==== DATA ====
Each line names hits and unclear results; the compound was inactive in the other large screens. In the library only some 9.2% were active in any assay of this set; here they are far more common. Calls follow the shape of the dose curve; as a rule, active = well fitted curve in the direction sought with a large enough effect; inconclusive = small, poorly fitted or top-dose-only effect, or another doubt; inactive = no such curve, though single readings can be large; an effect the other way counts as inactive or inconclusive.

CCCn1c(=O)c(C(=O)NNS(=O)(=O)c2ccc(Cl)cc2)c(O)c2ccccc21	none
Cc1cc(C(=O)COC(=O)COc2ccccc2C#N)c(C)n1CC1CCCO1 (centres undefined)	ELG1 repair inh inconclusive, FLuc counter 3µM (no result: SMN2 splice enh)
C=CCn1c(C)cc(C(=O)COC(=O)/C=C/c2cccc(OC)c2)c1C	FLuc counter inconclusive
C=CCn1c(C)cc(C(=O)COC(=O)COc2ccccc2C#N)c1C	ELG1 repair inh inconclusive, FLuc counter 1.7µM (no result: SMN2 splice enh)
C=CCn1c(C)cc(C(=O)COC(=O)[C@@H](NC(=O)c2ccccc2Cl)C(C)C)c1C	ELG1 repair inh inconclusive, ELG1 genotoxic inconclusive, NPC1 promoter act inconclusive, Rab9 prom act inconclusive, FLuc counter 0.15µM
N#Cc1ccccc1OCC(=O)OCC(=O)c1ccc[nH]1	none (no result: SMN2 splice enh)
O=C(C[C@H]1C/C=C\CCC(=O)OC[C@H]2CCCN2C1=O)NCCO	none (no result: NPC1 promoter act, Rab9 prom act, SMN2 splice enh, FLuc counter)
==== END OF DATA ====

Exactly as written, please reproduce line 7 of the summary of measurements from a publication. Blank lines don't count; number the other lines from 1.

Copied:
N#Cc1ccccc1OCC(=O)OCC(=O)c1ccc[nH]1	none (no result: SMN2 splice enh)